The Access Sussex campaign has been accepted as an official Students’ Union campaign.

The campaign was set up earlier this term by Miriam Steiner, who explained the struggles of disabled students through the Twitter account @ AccessSussex, ‘to make the problems more visible and help make a change for future students.’

Miriam said: “By becoming an official union campaign, we can mobilise the entire student body to stand up for students who have been ignored. I hope that with the expertise of the union we can pressure the university, who I’m sure don’t want to be seen as regressive in their attitude to people with disabilities. Progress has been too slow, and hopefully now we can pick up the pace.”

This issue was presented to the Students’ Union who jumped at the opportunity to help further raise awareness and is now led by Welfare Officer Rianna Gargiulo. In a statement, she explained that “the problems of accessibility are horrendously overlooked.

“Within the three months or so that students have been on campus, the sheer number of and severity of complaints that I have received from students was impossible for me to ignore as welfare officer”.

Gargiulo and Steiner hope to be able to pinpoint specific problems from focus groups of disabled students and offer simple solutions that could change how students get around on a daily basis. These problems can be easily fixed by better awareness by staff of disabled entrances and installation of clear signposting to effective disabled access points.


Nicole De La Mare

Categories: News

One comment

Access Sussex becomes Union campaign

  1. Congratulations to Rianna and Miriam for getting the serious lack of accessibility to and around this university acknowledged at long last.

    All power to the Union in its campaign to get actions rather than words.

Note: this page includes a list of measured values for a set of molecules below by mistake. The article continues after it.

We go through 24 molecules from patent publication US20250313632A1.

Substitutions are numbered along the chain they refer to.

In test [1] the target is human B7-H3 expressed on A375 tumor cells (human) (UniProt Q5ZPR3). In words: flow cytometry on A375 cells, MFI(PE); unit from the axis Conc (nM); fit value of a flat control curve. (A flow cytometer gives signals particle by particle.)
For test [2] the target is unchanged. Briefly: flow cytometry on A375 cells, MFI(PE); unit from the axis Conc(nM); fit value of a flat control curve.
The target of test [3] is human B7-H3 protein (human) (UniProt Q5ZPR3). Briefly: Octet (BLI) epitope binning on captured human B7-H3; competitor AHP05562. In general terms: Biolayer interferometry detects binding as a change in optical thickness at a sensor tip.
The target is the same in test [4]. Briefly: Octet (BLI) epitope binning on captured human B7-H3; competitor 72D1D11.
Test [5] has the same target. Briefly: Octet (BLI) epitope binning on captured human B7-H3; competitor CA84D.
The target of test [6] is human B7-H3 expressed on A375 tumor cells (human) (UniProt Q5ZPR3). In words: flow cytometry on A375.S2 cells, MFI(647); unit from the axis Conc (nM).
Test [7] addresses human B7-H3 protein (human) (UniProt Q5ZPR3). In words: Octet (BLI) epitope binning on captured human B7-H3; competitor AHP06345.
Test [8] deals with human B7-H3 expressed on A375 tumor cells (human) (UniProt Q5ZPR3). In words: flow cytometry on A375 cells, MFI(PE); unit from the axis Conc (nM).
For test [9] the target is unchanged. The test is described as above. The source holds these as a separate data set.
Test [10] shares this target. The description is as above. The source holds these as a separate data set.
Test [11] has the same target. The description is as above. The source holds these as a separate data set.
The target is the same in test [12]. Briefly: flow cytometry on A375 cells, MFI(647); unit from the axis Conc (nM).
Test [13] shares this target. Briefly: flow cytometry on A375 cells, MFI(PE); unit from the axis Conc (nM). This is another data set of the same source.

I just looked at the section of Disabled-Go about access to the Library. I am surprised that it does not state that a key is required for the accessible WC. When I wanted to use the one near the cafe, last October, a key was required. About the Library’s cafe it states: ” Food or drinks cannot be brought to the table. There is not a lowered section at the service counter.” This (if true) does not sound as if they welcome customers in wheelchairs!

    I have not been back to campus since October (a former student) but I do wonder whether there are now Blue Badge parking bays for people like me to access the library – rather than a few bays with registration numbers of specific cars painted on them.

    I am disappointed that the old (2006?) campus map is still online, and still shows only one wheelchair icon. (By the library).

    How can anybody thinking about visiting, studying or working at the Uni work out whether they would find anywhere to park with their Blue Badge?

    The article above is encouraging, but a lot more is needed than better staff awareness, or new and clear signposting.

    Many students, staff or visitors do not have a car, with or without a Blue Badge. Many have walking sticks or crutches – or just find walking extremely painful – so how could life be made easier for these people, given the size and hillyness of the campus? Some mobility scooters might be helpful for some. Then of course, more entrance doors would need push button electric openers.

    Come on Sussex – get into the 21st century, and treat all people equally!

    Pat Hamilton (BA, 1965)

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